BRUSSELS/HANOI—Today’s ratification of the free trade agreement with the European Union by the Vietnamese National Assembly heralds a new era of intergovernmental cooperation on animal welfare and wildlife protection between the two. The European Parliament and the Council of the European Union approved the agreement earlier this year. Humane Society International believes that, if supported with resources, the agreement has significant potential to protect wildlife and increase cooperation on animal welfare.
Dr Joanna Swabe, senior director of public affairs for HSI/Europe, said:
“Humane Society International believes that both Parties should seize the opportunity presented by this historic trade deal to increase their cooperation on animal protection. Although there were very limited animal welfare provisions, it does offer a chance for the EU to provide technical assistance and capacity building to advance farm animal welfare in Vietnam. The 2019 mass culling of pigs to eradicate African swine fever there illustrates just how badly such veterinary assistance is needed. The culling process was extremely inhumane due to lack of the right equipment and skills needed for electrical stunning and killing. Through increased cooperation with the EU, a long-term programme of training, capacity building and assistance could be instituted to teach humane animal-handling techniques and proper equipment use to safeguard the welfare and dignity of animals at the time of killing.”
Phuong Tham, director of HSI/Vietnam, added:
“In addition to sharing much needed knowledge and technical assistance on farm animal welfare, the EU-Vietnam free trade agreement includes provisions that can help support our government’s efforts to curb the trade in wildlife products. Sadly, Vietnam continues to serve as a source, consumer and transit country for the illegal wildlife trade. HSI/Vietnam hopes that, through the proper implementation of this trade deal and development cooperation, we can successfully reduce the demand for wildlife products and increase our government’s enforcement capacity with the training and tools needed to tackle the scourge of wildlife trafficking. The illegal wildlife trade not only poses a threat to biological diversity and natural habitats, but, as the COVID-19 pandemic has demonstrated, it can also pose a serious threat to public health. It was technically already illegal to sell and consume wild-caught species in Vietnam, but the existing rules were poorly enforced and wet markets selling wildlife have proliferated.”
Once the trade agreement enters into force, both HSI/Europe and HSI/Vietnam intend to apply to join the respective Domestic Advisory Groups that will be established to allow civil society representatives to monitor the implementation of this free trade agreement.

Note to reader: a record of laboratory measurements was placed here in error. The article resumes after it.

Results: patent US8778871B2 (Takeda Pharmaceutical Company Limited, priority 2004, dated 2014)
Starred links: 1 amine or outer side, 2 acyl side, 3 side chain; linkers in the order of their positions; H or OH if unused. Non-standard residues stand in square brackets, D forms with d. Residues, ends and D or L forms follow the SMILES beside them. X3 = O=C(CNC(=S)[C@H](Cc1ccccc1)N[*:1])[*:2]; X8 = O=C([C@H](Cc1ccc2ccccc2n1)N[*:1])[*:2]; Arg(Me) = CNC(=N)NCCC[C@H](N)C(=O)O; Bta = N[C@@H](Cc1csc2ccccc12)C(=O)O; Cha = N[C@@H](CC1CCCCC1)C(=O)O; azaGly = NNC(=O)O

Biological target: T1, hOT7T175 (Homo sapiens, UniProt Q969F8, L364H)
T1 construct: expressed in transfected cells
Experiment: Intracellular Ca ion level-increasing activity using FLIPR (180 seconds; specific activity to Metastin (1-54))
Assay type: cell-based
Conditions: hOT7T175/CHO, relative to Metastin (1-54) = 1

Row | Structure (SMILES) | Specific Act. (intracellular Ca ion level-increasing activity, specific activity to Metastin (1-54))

- The EU and Vietnam signed a trade agreement and an investment protection agreement on 30th June 2019. The Council of the European Union approved the agreement on 30th March 2020 after the European Parliament gave its consent on 12th February 2020.
- The Cooperation and Capacity Building Chapter of EU-Vietnam FTA states that the “Parties agree to cooperate on animal welfare as necessary, including technical assistance and capacity building for the development of animal welfare standards.”
- As of mid-December 2019, 6 million pigs in Vietnam have been culled in an attempt to eradicate African swine fever. The inhumane culling process highlighted the need for better training and equipment.
- The Trade and Sustainable Development Chapter of the EU-Vietnam trade agreement includes commitments to the proper implementation and enforcement of multilateral environmental agreements, as well as provisions aiming to protect biodiversity and reduce illegal wildlife trade through information exchange on strategies, policy initiatives, programmes, action plans and consumer awareness campaigns. It also includes a commitment to enhance cooperation to increase species protection through the proposal of new CITES listings. Notably, in 2019, the EU and Vietnam jointly submitted proposals and succeeded in listing various reptile and amphibian species on CITES Appendix II.
- Rhino horn is valued in countries like China and Vietnam for purported medicinal benefits, although there is no scientific evidence to back these claims. Horn can be sold for high prices on the black market, but there are indications that the price has fallen recently in Vietnam, thanks in part to a campaign to reduce rhino horn demand launched in 2013 by HSI and the Vietnamese government. The multi-faceted campaign has reached an estimated 37 million people—approximately one-third of the national population.
- In 2016, HSI organized the first-ever Pangolin Range States Meeting, co-hosted by the governments of Vietnam and the United States, and attended by over 30 pangolin range states in Vietnam.
- With HSI’s support, Vietnam held an event in November 2016 at which, for the first time in the country’s history, over two tons of elephant ivory, 70 kg of rhino horn, and other seized wildlife specimens were destroyed to send a message to the international community that the living animals are valued, rather than the products derived from them.
- HSI partnered with the Vietnam Ministry of Agriculture and Rural Development and the Ministry of Education and Training to implement a ground-breaking project under which millions of schoolchildren in Vietnam received educational lessons on threatened wildlife as part of an effort to tackle illegal trade in rhinos, elephants, pangolins, tigers and more.
Media contact: Phuong Tham, email@example.com